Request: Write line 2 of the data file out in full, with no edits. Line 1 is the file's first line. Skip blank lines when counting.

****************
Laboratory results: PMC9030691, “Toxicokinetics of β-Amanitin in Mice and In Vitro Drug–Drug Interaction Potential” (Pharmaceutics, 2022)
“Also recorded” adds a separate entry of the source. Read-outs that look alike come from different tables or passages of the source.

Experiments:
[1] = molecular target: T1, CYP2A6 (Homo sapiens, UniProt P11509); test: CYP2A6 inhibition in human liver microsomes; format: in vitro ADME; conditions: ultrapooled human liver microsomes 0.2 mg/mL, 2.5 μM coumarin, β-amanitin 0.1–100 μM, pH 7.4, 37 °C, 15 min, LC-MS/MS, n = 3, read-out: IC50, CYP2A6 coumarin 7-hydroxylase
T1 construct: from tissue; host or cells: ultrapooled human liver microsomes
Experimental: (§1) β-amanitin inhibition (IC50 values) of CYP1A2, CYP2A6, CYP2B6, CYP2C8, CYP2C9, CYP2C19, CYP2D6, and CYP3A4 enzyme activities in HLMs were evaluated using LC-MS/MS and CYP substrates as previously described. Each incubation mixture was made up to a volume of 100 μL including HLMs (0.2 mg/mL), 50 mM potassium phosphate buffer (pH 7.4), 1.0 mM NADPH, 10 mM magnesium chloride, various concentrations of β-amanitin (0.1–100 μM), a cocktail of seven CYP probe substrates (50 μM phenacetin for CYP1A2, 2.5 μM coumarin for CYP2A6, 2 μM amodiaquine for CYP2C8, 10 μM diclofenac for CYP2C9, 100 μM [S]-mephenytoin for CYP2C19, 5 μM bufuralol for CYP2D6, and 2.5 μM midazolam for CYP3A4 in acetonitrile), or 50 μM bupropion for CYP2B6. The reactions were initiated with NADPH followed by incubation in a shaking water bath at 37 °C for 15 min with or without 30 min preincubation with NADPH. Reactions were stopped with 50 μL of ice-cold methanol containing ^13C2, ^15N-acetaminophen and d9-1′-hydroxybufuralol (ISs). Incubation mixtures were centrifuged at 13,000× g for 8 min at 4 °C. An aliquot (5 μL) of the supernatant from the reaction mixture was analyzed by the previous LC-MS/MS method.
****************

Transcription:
“Also recorded” adds a separate entry of the source. Read-outs that look alike come from different tables or passages of the source.